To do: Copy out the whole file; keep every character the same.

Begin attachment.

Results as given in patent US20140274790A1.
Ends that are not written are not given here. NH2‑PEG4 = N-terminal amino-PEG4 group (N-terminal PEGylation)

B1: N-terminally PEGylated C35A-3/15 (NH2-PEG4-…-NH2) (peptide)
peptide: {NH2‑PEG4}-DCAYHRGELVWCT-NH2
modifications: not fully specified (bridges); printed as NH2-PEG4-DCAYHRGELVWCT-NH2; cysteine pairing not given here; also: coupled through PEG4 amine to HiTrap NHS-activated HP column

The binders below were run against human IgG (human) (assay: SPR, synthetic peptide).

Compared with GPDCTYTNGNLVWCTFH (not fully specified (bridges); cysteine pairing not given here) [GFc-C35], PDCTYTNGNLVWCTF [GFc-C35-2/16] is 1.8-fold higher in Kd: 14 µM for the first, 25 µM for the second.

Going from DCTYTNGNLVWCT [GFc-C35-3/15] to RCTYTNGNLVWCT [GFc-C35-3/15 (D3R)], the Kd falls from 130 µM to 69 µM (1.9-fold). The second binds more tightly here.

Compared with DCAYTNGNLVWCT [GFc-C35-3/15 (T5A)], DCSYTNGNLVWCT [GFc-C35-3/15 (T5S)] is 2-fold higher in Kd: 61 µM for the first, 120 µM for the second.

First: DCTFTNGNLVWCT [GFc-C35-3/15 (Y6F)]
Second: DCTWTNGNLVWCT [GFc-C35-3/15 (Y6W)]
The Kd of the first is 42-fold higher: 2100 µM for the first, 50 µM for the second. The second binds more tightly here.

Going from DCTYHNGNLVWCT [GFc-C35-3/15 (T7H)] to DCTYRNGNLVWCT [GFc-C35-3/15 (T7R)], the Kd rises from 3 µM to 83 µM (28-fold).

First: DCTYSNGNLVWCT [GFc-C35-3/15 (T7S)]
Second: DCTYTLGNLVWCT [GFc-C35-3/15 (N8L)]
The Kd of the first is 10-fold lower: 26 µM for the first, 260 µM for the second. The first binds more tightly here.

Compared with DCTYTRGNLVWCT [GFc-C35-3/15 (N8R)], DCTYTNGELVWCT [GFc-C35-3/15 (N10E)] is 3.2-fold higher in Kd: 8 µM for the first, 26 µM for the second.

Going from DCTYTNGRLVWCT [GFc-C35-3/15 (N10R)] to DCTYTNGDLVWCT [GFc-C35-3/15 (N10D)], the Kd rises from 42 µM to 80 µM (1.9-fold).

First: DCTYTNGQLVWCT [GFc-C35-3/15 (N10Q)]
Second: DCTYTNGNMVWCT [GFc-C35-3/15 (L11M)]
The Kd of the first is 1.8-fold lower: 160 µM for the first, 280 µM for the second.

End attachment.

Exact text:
Results as given in patent US20140274790A1.
Ends that are not written are not given here. NH2‑PEG4 = N-terminal amino-PEG4 group (N-terminal PEGylation)

B1: N-terminally PEGylated C35A-3/15 (NH2-PEG4-…-NH2) (peptide)
peptide: {NH2‑PEG4}-DCAYHRGELVWCT-NH2
modifications: not fully specified (bridges); printed as NH2-PEG4-DCAYHRGELVWCT-NH2; cysteine pairing not given here; also: coupled through PEG4 amine to HiTrap NHS-activated HP column

The binders below were run against human IgG (human) (assay: SPR, synthetic peptide).

Compared with GPDCTYTNGNLVWCTFH (not fully specified (bridges); cysteine pairing not given here) [GFc-C35], PDCTYTNGNLVWCTF [GFc-C35-2/16] is 1.8-fold higher in Kd: 14 µM for the first, 25 µM for the second.

Going from DCTYTNGNLVWCT [GFc-C35-3/15] to RCTYTNGNLVWCT [GFc-C35-3/15 (D3R)], the Kd falls from 130 µM to 69 µM (1.9-fold). The second binds more tightly here.

Compared with DCAYTNGNLVWCT [GFc-C35-3/15 (T5A)], DCSYTNGNLVWCT [GFc-C35-3/15 (T5S)] is 2-fold higher in Kd: 61 µM for the first, 120 µM for the second.

First: DCTFTNGNLVWCT [GFc-C35-3/15 (Y6F)]
Second: DCTWTNGNLVWCT [GFc-C35-3/15 (Y6W)]
The Kd of the first is 42-fold higher: 2100 µM for the first, 50 µM for the second. The second binds more tightly here.

Going from DCTYHNGNLVWCT [GFc-C35-3/15 (T7H)] to DCTYRNGNLVWCT [GFc-C35-3/15 (T7R)], the Kd rises from 3 µM to 83 µM (28-fold).

First: DCTYSNGNLVWCT [GFc-C35-3/15 (T7S)]
Second: DCTYTLGNLVWCT [GFc-C35-3/15 (N8L)]
The Kd of the first is 10-fold lower: 26 µM for the first, 260 µM for the second. The first binds more tightly here.

Compared with DCTYTRGNLVWCT [GFc-C35-3/15 (N8R)], DCTYTNGELVWCT [GFc-C35-3/15 (N10E)] is 3.2-fold higher in Kd: 8 µM for the first, 26 µM for the second.

Going from DCTYTNGRLVWCT [GFc-C35-3/15 (N10R)] to DCTYTNGDLVWCT [GFc-C35-3/15 (N10D)], the Kd rises from 42 µM to 80 µM (1.9-fold).

First: DCTYTNGQLVWCT [GFc-C35-3/15 (N10Q)]
Second: DCTYTNGNMVWCT [GFc-C35-3/15 (L11M)]
The Kd of the first is 1.8-fold lower: 160 µM for the first, 280 µM for the second.